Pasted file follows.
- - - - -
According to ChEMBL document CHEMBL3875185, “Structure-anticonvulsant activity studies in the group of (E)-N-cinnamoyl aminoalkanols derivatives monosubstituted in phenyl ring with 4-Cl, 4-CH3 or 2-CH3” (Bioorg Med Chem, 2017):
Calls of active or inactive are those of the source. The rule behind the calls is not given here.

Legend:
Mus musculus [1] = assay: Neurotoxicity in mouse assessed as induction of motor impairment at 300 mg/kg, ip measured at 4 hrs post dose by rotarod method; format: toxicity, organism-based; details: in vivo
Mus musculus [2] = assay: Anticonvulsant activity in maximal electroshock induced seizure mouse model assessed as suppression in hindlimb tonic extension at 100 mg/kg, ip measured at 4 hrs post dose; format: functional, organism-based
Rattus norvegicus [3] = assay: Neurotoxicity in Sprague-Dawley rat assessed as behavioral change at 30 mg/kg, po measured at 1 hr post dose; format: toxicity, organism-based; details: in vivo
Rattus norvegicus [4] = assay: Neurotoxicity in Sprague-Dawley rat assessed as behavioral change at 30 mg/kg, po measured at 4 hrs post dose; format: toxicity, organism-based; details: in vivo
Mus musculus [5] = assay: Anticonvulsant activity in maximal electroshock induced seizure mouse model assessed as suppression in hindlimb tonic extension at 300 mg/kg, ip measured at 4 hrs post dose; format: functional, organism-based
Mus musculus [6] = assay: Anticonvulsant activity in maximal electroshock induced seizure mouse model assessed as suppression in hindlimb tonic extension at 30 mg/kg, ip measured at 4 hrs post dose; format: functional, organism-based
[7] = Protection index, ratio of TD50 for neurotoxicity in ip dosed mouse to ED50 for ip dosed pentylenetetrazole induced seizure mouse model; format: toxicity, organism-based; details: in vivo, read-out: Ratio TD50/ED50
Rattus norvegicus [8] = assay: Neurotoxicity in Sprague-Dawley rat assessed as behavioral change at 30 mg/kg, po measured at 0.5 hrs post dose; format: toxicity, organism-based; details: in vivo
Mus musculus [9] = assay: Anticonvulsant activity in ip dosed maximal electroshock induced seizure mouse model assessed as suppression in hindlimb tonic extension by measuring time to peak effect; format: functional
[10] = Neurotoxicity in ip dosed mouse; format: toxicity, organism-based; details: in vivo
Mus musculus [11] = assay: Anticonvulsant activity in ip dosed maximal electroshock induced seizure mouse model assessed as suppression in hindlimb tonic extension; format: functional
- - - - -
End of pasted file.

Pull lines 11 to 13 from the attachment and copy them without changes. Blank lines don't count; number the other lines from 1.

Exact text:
Rattus norvegicus [8] = assay: Neurotoxicity in Sprague-Dawley rat assessed as behavioral change at 30 mg/kg, po measured at 0.5 hrs post dose; format: toxicity, organism-based; details: in vivo
Mus musculus [9] = assay: Anticonvulsant activity in ip dosed maximal electroshock induced seizure mouse model assessed as suppression in hindlimb tonic extension by measuring time to peak effect; format: functional
[10] = Neurotoxicity in ip dosed mouse; format: toxicity, organism-based; details: in vivo